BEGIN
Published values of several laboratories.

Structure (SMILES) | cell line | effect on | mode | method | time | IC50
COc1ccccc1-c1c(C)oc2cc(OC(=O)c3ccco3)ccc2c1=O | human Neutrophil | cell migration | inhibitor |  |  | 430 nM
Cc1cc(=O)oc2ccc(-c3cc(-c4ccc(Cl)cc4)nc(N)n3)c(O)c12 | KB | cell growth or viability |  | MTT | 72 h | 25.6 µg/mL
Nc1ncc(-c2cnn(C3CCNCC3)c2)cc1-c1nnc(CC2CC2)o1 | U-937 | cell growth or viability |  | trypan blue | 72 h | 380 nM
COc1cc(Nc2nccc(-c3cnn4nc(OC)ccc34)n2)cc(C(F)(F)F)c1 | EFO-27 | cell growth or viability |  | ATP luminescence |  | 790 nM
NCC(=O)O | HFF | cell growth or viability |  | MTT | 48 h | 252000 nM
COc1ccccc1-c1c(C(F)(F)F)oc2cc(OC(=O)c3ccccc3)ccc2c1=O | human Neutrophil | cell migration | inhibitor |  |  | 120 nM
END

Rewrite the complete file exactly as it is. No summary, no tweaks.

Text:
Published values of several laboratories.

Structure (SMILES) | cell line | effect on | mode | method | time | IC50
COc1ccccc1-c1c(C)oc2cc(OC(=O)c3ccco3)ccc2c1=O | human Neutrophil | cell migration | inhibitor |  |  | 430 nM
Cc1cc(=O)oc2ccc(-c3cc(-c4ccc(Cl)cc4)nc(N)n3)c(O)c12 | KB | cell growth or viability |  | MTT | 72 h | 25.6 µg/mL
Nc1ncc(-c2cnn(C3CCNCC3)c2)cc1-c1nnc(CC2CC2)o1 | U-937 | cell growth or viability |  | trypan blue | 72 h | 380 nM
COc1cc(Nc2nccc(-c3cnn4nc(OC)ccc34)n2)cc(C(F)(F)F)c1 | EFO-27 | cell growth or viability |  | ATP luminescence |  | 790 nM
NCC(=O)O | HFF | cell growth or viability |  | MTT | 48 h | 252000 nM
COc1ccccc1-c1c(C(F)(F)F)oc2cc(OC(=O)c3ccccc3)ccc2c1=O | human Neutrophil | cell migration | inhibitor |  |  | 120 nM